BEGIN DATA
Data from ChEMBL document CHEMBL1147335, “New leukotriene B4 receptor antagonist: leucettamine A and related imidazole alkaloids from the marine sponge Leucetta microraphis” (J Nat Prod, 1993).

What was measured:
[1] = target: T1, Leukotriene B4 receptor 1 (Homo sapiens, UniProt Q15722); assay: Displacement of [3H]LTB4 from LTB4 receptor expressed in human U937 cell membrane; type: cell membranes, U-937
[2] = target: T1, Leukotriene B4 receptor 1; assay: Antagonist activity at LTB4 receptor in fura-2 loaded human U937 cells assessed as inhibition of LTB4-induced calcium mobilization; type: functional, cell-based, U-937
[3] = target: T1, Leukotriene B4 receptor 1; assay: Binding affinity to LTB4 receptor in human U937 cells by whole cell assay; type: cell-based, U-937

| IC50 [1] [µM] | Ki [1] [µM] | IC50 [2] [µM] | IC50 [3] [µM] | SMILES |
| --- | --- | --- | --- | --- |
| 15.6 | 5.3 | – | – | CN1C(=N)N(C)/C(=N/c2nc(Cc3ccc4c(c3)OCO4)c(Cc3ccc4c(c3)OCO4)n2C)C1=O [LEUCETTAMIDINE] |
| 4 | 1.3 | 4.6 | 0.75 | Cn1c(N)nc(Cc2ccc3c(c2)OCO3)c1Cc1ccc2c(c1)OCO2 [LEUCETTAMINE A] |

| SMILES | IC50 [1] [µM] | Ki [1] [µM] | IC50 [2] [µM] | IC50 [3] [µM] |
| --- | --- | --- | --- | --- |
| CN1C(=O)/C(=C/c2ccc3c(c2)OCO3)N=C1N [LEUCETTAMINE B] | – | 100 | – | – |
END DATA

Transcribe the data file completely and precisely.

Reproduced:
Data from ChEMBL document CHEMBL1147335, “New leukotriene B4 receptor antagonist: leucettamine A and related imidazole alkaloids from the marine sponge Leucetta microraphis” (J Nat Prod, 1993).

What was measured:
[1] = target: T1, Leukotriene B4 receptor 1 (Homo sapiens, UniProt Q15722); assay: Displacement of [3H]LTB4 from LTB4 receptor expressed in human U937 cell membrane; type: cell membranes, U-937
[2] = target: T1, Leukotriene B4 receptor 1; assay: Antagonist activity at LTB4 receptor in fura-2 loaded human U937 cells assessed as inhibition of LTB4-induced calcium mobilization; type: functional, cell-based, U-937
[3] = target: T1, Leukotriene B4 receptor 1; assay: Binding affinity to LTB4 receptor in human U937 cells by whole cell assay; type: cell-based, U-937

| IC50 [1] [µM] | Ki [1] [µM] | IC50 [2] [µM] | IC50 [3] [µM] | SMILES |
| --- | --- | --- | --- | --- |
| 15.6 | 5.3 | – | – | CN1C(=N)N(C)/C(=N/c2nc(Cc3ccc4c(c3)OCO4)c(Cc3ccc4c(c3)OCO4)n2C)C1=O [LEUCETTAMIDINE] |
| 4 | 1.3 | 4.6 | 0.75 | Cn1c(N)nc(Cc2ccc3c(c2)OCO3)c1Cc1ccc2c(c1)OCO2 [LEUCETTAMINE A] |

| SMILES | IC50 [1] [µM] | Ki [1] [µM] | IC50 [2] [µM] | IC50 [3] [µM] |
| --- | --- | --- | --- | --- |
| CN1C(=O)/C(=C/c2ccc3c(c2)OCO3)N=C1N [LEUCETTAMINE B] | – | 100 | – | – |